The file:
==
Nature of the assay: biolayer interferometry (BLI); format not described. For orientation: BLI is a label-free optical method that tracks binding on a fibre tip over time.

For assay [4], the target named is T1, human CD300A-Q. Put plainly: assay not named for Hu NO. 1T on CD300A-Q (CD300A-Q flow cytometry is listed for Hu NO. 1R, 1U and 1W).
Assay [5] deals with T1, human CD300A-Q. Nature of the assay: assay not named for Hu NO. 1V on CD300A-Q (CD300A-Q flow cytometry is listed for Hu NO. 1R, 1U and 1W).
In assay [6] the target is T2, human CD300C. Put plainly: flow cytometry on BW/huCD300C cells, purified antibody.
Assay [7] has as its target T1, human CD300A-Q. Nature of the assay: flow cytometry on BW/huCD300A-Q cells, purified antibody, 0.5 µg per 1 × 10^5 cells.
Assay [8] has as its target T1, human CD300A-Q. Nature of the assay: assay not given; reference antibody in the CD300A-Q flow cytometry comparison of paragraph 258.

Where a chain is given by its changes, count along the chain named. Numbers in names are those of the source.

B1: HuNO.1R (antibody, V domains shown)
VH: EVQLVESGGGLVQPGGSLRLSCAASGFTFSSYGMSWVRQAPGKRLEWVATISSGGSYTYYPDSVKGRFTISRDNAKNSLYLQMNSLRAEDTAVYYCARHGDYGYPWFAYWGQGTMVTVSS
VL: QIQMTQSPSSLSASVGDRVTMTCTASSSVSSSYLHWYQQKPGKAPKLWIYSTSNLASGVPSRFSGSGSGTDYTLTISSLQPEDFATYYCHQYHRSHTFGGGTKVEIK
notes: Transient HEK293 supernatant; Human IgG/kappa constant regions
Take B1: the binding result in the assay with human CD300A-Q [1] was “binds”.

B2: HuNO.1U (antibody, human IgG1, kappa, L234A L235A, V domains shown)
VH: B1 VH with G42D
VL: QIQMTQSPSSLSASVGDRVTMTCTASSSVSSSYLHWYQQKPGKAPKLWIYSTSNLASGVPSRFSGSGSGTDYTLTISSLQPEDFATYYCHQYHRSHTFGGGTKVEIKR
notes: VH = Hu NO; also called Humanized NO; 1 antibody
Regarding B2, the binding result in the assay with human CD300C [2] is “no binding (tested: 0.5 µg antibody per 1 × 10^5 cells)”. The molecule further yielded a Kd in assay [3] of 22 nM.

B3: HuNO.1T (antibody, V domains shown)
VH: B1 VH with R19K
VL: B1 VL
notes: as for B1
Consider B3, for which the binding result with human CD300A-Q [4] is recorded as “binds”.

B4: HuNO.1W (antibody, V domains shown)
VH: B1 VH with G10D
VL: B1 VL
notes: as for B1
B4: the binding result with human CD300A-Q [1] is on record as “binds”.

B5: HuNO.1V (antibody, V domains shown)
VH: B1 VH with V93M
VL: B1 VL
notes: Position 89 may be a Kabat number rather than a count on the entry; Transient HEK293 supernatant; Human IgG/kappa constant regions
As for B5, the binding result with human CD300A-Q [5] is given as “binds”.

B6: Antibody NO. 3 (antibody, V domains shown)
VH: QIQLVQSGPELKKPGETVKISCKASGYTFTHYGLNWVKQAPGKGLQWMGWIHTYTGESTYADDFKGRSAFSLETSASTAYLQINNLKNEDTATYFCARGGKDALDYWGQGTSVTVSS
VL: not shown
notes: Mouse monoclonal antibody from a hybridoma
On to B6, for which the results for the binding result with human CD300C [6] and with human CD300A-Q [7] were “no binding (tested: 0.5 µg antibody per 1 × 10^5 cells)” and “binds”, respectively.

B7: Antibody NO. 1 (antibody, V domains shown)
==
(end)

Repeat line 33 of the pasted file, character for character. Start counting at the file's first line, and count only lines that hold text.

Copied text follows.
B6: Antibody NO. 3 (antibody, V domains shown)